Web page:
Sometimes searching for information (rather like taking a lift) can be more fraught than you might imagine.
For reasons that are unlikely to become completely clear at this time, I recently visited Imperial College, a part of the University of London, and attempted to take the lift to the third floor. The lift would not, however, oblige, and even though I pressed the third floor button several times, each time I was delivered to the second or fourth floor.
Now I had no problem with walking up or down a flight of steps so after the fourth trip between the second and fourth (or to be more precise, the second trip between the second and fourth and the second trip between the fourth and second) I decided to walk the rest of the way.
On discussing this odd situation with the receptionist on the third floor (which I must admit I had begun the believe might not exist) I was told that the idea of having lifts that don’t stop at every floor had come from America, where in many universities the lifts up and down the tower blocks only stop at every third floor. The implication clearly was that by having a lift that stopped at every other floor I was getting it easy.
Apparently this was an idea introduced to encourage students to keep taking exercise, and from time to time the authorities would change the floors at which the lifts stopped, as they found that otherwise there would be a flurry of applications from students to change courses, with those that were on the floor where the elevator stopped suddenly becoming much more in demand.
It was also said that the business of making people walk up or down stairs encourages social interaction – it seems that people are afraid to talk in lifts. This in turn led to the choral society of one part of the University of London putting on three person concerts of very short pieces and performing them in the lifts by way of entertainment.
Unfortunately this led to complaints that the music society members were taking up three places in the lift unnecessarily, thus delaying the arrival of others who now had to wait for the lift to return and then take it and walk up or down a couple of flights of steps.
Telling the music society students to desist, the university then decided to put 20 second adverts on screens in the lifts, which worked ok until a set of adverts encouraging students to take up teaching appeared, each suggesting that after only four years back in the classroom the students could move into management.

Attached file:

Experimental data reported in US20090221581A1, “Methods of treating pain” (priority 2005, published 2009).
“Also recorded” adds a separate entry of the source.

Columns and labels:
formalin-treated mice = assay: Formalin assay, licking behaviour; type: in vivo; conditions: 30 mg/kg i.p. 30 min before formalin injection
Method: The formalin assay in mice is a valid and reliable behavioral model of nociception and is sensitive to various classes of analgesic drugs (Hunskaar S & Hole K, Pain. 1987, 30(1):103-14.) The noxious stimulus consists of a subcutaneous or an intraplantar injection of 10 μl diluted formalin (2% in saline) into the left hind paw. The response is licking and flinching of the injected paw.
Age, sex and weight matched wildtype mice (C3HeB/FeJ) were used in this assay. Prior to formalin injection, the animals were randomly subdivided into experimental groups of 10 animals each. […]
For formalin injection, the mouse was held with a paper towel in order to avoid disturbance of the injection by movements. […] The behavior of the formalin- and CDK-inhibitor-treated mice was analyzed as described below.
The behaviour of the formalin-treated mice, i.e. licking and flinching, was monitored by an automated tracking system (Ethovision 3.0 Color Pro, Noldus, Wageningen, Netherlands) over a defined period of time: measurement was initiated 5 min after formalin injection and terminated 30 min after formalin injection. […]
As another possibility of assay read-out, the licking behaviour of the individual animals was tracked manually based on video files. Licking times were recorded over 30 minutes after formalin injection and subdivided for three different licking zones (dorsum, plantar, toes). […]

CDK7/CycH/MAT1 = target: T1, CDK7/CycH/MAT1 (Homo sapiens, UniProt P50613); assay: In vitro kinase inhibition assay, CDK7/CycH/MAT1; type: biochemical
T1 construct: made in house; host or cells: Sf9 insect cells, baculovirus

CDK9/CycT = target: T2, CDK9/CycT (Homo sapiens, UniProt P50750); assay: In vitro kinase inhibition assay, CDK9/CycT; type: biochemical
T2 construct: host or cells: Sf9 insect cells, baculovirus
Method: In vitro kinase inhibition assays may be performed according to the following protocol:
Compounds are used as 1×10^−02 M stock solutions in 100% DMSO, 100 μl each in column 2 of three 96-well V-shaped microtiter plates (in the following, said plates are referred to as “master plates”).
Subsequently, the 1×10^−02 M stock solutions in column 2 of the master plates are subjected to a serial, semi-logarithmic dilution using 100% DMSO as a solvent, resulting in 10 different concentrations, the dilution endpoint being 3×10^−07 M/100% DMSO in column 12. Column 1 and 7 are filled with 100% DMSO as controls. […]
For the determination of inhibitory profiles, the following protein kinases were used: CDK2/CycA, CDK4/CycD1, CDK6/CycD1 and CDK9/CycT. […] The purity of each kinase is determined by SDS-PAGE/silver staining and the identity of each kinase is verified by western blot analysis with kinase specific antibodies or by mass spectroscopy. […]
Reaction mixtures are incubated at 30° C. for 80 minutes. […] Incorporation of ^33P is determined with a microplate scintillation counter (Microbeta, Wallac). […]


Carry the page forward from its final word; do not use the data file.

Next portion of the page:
No one seemed to realise that this rather contradicted the fundamental message of the teacher recruitment programme by the Department for Education which has stressed the importance of teaching as a career.
It also ignored the fact that a significant part of the crisis that now exists in terms of the number of teachers working in schools declining all the time, is that an ever-growing number of teachers do actually leave after four years.
When challenged on why the number of teachers was actually falling while the number of young people in schools was rising inexorably year on year, the DfE said that it had spent more money on advertising for people to join the profession in the past year than ever before. Upon being told this was a non sequitur the spokesperson for the Department asked what a non sequitur was.
At this point the spokesperson for the DfE was referred to the Latin Department of University College, but having heard about the fact that it was on a floor that was not serviced by a lift he decided to try to find the answer on line.
He then discovered that there is an on line guide to University College in which a student faces a camera and gives a talk about the work of each department.
Impressed by the coverage the person in charge of teacher recruitment advertising for the DfE sat pondering at the end of the lecture, while still gazing at the screen, and then noticed that the lady who had delivered the talk about the College was still looking straight at the camera, although over a period of a minute or so she started to look bored.
Then to the advertising man’s surprise she started looking around, and for a while seemed to be trying to climb inside the screen itself as if looking for the person who was looking at the video. As the advertising manager tried ever more frantically to turn the connection off the student looked more and more bored. He clicked his mouse, pressed the bar space, tried control alt delete (always a favourite with advertising executives) and eventually did notice a button on the screen marked “end video”.
A sign then popped up saying, “This video was prepared by the drama department of University College. It took you 4 minutes 22 seconds to find the “end video” button. Your reflexes and observational level are rated “extremely poor”, and it is not recommended that you should go into teaching, but rather should proceed straight to management where you will undoubtedly immediately be a whizz.”